Fratatello’s dark face clouded with anger. “I think Geno slapped her around all the damned time. I stopped by the Rooster sometimes. Once I saw makeup covering a black eye. She wouldn’t tell me who did it, but man, it’s gotta be Geno. I wanted to kick in his office door and see how he liked a professional ass-kicking, but she begged me not to. She bawled all over my uniform.”
“Geno see that scene?”
“Yeah, and that’s probably why the lump thinks I was makin’ it with her.”
“If you hear anything, Jimmy, you gotta call. It’s heavy stuff here.” Jonic held out a card.
“Sure thing, Jonic. Can I call Susie here if you’re not available, like in jail?”
Jonic grinned, and Susie followed him back out into the stifling parking lot.
* * *
Susie glanced back as they found the GMC. “What do I do if he calls me?”
“Take whatever info he offers by phone and do not, repeat, do not meet him for a drink.”
Neither Jonic nor Susie managed much sleep that night. At just past daylight, Jonic was making coffee. Susie spoke up. “Got any kind of plan, boss?” She stirred sleepily beneath the sheets.
“Yeah. I’m gonna go have a word with Geno. I want you to see what you can learn from public records about Geno, Mario, Dan Johnson, Jimmy Fratatello, and... Oh yeah, Megan Colbacci. And anyone else who comes to mind. I guess your Civic is running, so you can get around.”
She nodded. He dug into a small safe, retrieved a Smith and Wesson snub-nose, stuffed it in a pocket, and carried his coffee cup out the rear door to his GMC.
Geno would be asleep at this time of day, but because Jonic had kicked in the front door the afternoon before, he doubted Geno had had time to make any repairs.
He’d guessed correctly. He managed to loosen the chair wedged under the doorknob. He eased upstairs and took a chair beside Geno, who was snoring in his huge bed.
“Wake up, Geno. And if you get any dumb ideas about coming out of there with a piece or getting physical, kiss your fat ass goodbye.”
“Jonic... What the hell you doin’ in my bedroom?”
“Wanna tell you one more time, I was not fooling around with Megan, and I believe that mailman was a contract shooter. Only question is, why weren’t you there when he showed up?”
“Hadda go to court,” he mumbled, sleep still affecting his awareness. “Old speeding ticket. My guy in the courthouse called and said they’d issued a warrant. Got my ass down there to head that off.”
“I can check that out easy enough.”
“It’s the truth.” He sat upright, rapidly becoming more alert. “And Jonic, I don’t think you had anything to do with Megan’s death. Yesterday, I was just plenty pissed.”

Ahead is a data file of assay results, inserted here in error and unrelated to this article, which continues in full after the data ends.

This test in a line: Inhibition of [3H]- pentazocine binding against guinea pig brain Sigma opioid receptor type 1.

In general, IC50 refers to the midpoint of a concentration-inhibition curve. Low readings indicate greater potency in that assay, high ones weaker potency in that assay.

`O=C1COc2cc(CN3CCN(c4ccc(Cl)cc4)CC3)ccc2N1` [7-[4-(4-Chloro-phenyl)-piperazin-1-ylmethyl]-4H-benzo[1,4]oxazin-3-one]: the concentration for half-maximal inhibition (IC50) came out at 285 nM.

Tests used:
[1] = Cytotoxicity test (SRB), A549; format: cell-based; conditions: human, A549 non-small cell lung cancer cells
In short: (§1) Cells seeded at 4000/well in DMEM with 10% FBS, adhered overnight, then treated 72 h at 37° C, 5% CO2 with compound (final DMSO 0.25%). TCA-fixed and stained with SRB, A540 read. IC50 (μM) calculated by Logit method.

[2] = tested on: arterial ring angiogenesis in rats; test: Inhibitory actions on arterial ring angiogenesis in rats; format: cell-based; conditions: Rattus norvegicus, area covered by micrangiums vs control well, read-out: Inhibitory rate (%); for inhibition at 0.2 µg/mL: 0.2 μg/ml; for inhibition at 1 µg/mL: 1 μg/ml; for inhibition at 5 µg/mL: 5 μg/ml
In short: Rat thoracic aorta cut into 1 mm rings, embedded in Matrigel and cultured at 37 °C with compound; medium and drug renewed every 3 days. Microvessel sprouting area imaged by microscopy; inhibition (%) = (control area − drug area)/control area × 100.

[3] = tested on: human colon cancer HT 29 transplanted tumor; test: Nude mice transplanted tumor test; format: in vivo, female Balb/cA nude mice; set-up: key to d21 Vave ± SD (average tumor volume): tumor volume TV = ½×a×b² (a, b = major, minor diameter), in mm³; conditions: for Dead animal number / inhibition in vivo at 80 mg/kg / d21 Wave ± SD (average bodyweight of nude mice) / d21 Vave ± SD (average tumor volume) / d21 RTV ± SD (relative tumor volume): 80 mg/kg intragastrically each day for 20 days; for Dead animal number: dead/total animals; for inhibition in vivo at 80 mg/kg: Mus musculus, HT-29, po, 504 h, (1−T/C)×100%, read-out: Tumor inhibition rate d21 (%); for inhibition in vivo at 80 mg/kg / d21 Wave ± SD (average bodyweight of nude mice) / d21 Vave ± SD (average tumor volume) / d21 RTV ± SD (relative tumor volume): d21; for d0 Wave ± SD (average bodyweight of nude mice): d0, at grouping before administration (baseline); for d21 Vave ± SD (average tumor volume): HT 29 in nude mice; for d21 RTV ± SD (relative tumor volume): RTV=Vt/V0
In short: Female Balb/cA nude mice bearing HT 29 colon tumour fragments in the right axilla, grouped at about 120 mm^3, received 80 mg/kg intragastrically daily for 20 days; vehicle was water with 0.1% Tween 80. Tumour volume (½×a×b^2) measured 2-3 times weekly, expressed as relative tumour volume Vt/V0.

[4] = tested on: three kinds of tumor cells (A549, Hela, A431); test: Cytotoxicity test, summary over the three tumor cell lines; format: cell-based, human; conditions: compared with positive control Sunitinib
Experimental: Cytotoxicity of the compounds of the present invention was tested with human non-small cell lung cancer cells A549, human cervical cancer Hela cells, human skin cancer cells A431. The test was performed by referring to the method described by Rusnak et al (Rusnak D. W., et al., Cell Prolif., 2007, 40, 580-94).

“Durban thinks otherwise. He a buddy of yours?”
Geno lit a filter tip and grinned. “Durban, that hump. No, he ain’t on my arm, if that what’s you mean.”
Jonic knew the comment meant Durban was not taking cash from Geno for “favors” — or so he said.
“Jonic, listen, I’m all tore to hell over Megan. Any chance o’ you working on the case? Those dumbasses at Homicide ain’t gonna give it much attention.”
“Still a hundred an hour and expenses, Geno. And you owe me some back pay.”
Geno opened a nightstand drawer and tossed a Visa across his desk. “Pay yourself with that. Jonic, if you come up with who the hell ever murdered Megan, I know you got a bunch of them ethics, but you gotta lemme know some way. Save the cops a trial.”
“I don’t want part of a murder charge, Geno, but maybe I can find a way.” Of course he knew a way. At this stage, he felt zero loyalty to Homicide. If he found Megan’s murderer, he might kill him himself. Tipping Geno would be a shortcut.
Geno stared hard across the desk, the dark eyes radiating death.
“Geno, I need Megan’s cell phone records.”
“The fat man re-opened the drawer and tossed a stuffed envelope out. “That’s the last six months. She’d been dumping them. That pile there cost me a grand.”
* * *
Jonic called Susie. She was in the Dallas County Court Records unit in the old Records Building. In fifteen minutes he joined her amidst a pile of bound record books in front of a public computer.
Susie spent the afternoon digging in musty files while Jonic pored over Megan’s cellular phone records. Several times they stopped to attempt to make any connections between Megan’s cell records, vital statistical records which included limited access to criminal records, and anything else they could find. Susie confirmed that Megan and Fratatello shared a mother.
Susie said, “Megan was a busy girl, made a buncha calls to a buncha guys. That bartender guy, Johnson was right. She appears pretty promiscuous. Or maybe she just made lots of cell calls.”
“Any of them jump out at you?”
Susie looked up, huge doe-eyes filled with discovery. “Megan called some guy named Herbert Upchurch, Jr. Address on Ross, twelve... no, fourteen times. Hey, lookit here: he called her twice at three in the a.m. Isn’t that part of what Geno was ramped up about?”
Jonic turned the folder toward him. “Herbert Upchurch. I’ve heard that name.” He studied the file, then shook his head.
* * *
At 4:30 pm, they called it a day and drove in tandem to their storefront on North Harry Hines, just blocks from the Rooster. Jonic helped Susie in with a large pile of copies made by courthouse staff, all courtesy of Geno’s Visa.
After microwaved pizza and a round of beers, they dove back into the files.
Susie thumped a fat folder on their small table. “Jonic, Herbert Upchurch got busted for assault and possession with intent to sell. We only have the clerk’s records. Suppose you could use your old cop contacts to get the details. And more ID.”
“Susie, I gotta see another woman.”
She struggled to show no surprise. “I guess you made no promises, baby, but...”
He dialed his cel. “Hey, Ashley, I’ll swing for lunch in the next week or so for one more solid.”
The sound of a feminine voice drifted to Susie’s ears.
“Look, Ash, I know Durban has me at the top of the suspect list. Aw. hell yes, I mean it... I mean we were an item for a while. Okay, an item three or four times. Look, I’m in a bind. Herbert Upchurch. Name comes up in that murder of Megan Colbacci, wife of the K.C. mafia guy.”
He looked reproachfully at Susie. She stared back, wavering between angry and crestfallen.
Jonic jotted several notes, then said, “’Kicker’? Can you FAX me a photo, babe? Yeah, I know it’s gonna be poor quality, but please send it.”